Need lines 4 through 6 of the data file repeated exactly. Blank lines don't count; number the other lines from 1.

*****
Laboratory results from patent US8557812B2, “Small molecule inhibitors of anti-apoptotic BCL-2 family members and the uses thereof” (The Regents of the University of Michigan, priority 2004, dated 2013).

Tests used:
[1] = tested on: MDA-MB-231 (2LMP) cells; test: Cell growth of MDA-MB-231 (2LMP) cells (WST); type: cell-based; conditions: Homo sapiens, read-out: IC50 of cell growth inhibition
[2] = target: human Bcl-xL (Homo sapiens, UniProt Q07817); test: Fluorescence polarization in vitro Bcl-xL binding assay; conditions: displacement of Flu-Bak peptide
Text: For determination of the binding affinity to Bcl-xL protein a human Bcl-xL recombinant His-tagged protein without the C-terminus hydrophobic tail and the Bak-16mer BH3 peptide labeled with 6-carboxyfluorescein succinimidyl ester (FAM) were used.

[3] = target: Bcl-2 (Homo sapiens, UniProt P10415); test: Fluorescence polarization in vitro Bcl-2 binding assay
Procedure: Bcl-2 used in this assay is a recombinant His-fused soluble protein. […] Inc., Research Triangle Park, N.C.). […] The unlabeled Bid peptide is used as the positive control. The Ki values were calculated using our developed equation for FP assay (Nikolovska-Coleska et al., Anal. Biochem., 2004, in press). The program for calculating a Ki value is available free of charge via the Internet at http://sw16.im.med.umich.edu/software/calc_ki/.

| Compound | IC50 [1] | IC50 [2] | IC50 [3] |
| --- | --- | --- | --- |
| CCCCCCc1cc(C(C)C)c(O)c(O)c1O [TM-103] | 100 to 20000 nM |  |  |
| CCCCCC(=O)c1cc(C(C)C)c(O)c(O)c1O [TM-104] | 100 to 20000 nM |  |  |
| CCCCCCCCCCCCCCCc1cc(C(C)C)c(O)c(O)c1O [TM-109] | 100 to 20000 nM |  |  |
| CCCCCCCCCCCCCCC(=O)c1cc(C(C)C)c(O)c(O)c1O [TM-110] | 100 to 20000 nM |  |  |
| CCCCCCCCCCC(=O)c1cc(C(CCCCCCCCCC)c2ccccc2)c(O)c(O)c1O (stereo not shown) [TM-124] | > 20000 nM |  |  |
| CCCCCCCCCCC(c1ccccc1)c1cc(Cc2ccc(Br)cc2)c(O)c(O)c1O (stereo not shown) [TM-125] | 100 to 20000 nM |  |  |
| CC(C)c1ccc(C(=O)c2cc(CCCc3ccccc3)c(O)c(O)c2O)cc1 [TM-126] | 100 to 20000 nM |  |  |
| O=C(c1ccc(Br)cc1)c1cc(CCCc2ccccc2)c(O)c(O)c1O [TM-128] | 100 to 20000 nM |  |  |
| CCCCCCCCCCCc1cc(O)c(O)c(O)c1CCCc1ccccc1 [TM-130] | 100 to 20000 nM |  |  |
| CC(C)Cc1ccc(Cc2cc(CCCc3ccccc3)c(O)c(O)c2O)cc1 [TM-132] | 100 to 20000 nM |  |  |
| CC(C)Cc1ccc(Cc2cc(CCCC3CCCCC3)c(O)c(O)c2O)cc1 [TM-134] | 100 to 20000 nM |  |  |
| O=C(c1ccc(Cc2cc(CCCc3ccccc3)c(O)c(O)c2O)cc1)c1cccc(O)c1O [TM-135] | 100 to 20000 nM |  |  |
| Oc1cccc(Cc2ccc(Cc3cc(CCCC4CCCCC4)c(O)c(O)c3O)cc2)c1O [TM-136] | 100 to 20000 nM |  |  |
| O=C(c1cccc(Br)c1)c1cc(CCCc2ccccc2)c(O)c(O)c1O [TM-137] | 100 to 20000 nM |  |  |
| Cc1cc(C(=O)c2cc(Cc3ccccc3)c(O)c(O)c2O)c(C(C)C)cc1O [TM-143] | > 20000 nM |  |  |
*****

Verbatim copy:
[2] = target: human Bcl-xL (Homo sapiens, UniProt Q07817); test: Fluorescence polarization in vitro Bcl-xL binding assay; conditions: displacement of Flu-Bak peptide
Text: For determination of the binding affinity to Bcl-xL protein a human Bcl-xL recombinant His-tagged protein without the C-terminus hydrophobic tail and the Bak-16mer BH3 peptide labeled with 6-carboxyfluorescein succinimidyl ester (FAM) were used.

[3] = target: Bcl-2 (Homo sapiens, UniProt P10415); test: Fluorescence polarization in vitro Bcl-2 binding assay